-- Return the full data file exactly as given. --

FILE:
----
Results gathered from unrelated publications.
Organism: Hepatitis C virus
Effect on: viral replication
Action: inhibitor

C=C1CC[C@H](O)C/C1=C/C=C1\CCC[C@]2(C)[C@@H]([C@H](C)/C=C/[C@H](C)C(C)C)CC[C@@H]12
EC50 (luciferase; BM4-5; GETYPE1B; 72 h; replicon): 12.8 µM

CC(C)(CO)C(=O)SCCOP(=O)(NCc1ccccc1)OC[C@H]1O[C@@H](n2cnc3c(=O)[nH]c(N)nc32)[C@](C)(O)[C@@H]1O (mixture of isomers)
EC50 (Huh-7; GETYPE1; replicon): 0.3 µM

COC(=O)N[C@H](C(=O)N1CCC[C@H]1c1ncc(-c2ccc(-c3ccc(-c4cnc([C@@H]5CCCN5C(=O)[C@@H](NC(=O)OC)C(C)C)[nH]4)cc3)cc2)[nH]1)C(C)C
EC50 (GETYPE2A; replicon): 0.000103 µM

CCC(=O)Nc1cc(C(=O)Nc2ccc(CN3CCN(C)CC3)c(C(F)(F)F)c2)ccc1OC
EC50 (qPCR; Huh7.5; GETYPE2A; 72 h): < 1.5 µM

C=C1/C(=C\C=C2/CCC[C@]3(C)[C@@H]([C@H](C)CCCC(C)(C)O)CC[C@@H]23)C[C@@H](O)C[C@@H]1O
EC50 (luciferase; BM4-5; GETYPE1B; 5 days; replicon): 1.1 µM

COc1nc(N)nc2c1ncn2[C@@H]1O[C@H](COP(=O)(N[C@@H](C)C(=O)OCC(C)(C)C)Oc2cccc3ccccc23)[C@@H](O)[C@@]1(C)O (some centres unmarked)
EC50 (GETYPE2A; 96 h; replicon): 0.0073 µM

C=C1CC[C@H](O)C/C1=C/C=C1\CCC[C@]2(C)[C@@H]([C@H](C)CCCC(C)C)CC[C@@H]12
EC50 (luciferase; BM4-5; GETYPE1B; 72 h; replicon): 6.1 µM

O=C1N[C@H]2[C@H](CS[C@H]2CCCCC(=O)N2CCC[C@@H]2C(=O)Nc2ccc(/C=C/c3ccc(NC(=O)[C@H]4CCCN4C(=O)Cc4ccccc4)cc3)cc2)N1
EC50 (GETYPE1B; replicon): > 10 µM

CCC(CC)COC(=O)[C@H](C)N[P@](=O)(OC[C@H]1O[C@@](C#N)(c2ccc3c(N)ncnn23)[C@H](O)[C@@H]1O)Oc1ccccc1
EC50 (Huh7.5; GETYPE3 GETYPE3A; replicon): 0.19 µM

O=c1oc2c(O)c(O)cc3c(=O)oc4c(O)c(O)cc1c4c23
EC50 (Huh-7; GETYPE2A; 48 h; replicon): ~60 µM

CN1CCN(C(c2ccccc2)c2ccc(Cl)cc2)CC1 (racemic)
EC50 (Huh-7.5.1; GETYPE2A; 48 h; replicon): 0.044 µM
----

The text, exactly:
Results gathered from unrelated publications.
Organism: Hepatitis C virus
Effect on: viral replication
Action: inhibitor

C=C1CC[C@H](O)C/C1=C/C=C1\CCC[C@]2(C)[C@@H]([C@H](C)/C=C/[C@H](C)C(C)C)CC[C@@H]12
EC50 (luciferase; BM4-5; GETYPE1B; 72 h; replicon): 12.8 µM

CC(C)(CO)C(=O)SCCOP(=O)(NCc1ccccc1)OC[C@H]1O[C@@H](n2cnc3c(=O)[nH]c(N)nc32)[C@](C)(O)[C@@H]1O (mixture of isomers)
EC50 (Huh-7; GETYPE1; replicon): 0.3 µM

COC(=O)N[C@H](C(=O)N1CCC[C@H]1c1ncc(-c2ccc(-c3ccc(-c4cnc([C@@H]5CCCN5C(=O)[C@@H](NC(=O)OC)C(C)C)[nH]4)cc3)cc2)[nH]1)C(C)C
EC50 (GETYPE2A; replicon): 0.000103 µM

CCC(=O)Nc1cc(C(=O)Nc2ccc(CN3CCN(C)CC3)c(C(F)(F)F)c2)ccc1OC
EC50 (qPCR; Huh7.5; GETYPE2A; 72 h): < 1.5 µM

C=C1/C(=C\C=C2/CCC[C@]3(C)[C@@H]([C@H](C)CCCC(C)(C)O)CC[C@@H]23)C[C@@H](O)C[C@@H]1O
EC50 (luciferase; BM4-5; GETYPE1B; 5 days; replicon): 1.1 µM

COc1nc(N)nc2c1ncn2[C@@H]1O[C@H](COP(=O)(N[C@@H](C)C(=O)OCC(C)(C)C)Oc2cccc3ccccc23)[C@@H](O)[C@@]1(C)O (some centres unmarked)
EC50 (GETYPE2A; 96 h; replicon): 0.0073 µM

C=C1CC[C@H](O)C/C1=C/C=C1\CCC[C@]2(C)[C@@H]([C@H](C)CCCC(C)C)CC[C@@H]12
EC50 (luciferase; BM4-5; GETYPE1B; 72 h; replicon): 6.1 µM

O=C1N[C@H]2[C@H](CS[C@H]2CCCCC(=O)N2CCC[C@@H]2C(=O)Nc2ccc(/C=C/c3ccc(NC(=O)[C@H]4CCCN4C(=O)Cc4ccccc4)cc3)cc2)N1
EC50 (GETYPE1B; replicon): > 10 µM

CCC(CC)COC(=O)[C@H](C)N[P@](=O)(OC[C@H]1O[C@@](C#N)(c2ccc3c(N)ncnn23)[C@H](O)[C@@H]1O)Oc1ccccc1
EC50 (Huh7.5; GETYPE3 GETYPE3A; replicon): 0.19 µM

O=c1oc2c(O)c(O)cc3c(=O)oc4c(O)c(O)cc1c4c23
EC50 (Huh-7; GETYPE2A; 48 h; replicon): ~60 µM

CN1CCN(C(c2ccccc2)c2ccc(Cl)cc2)CC1 (racemic)
EC50 (Huh-7.5.1; GETYPE2A; 48 h; replicon): 0.044 µM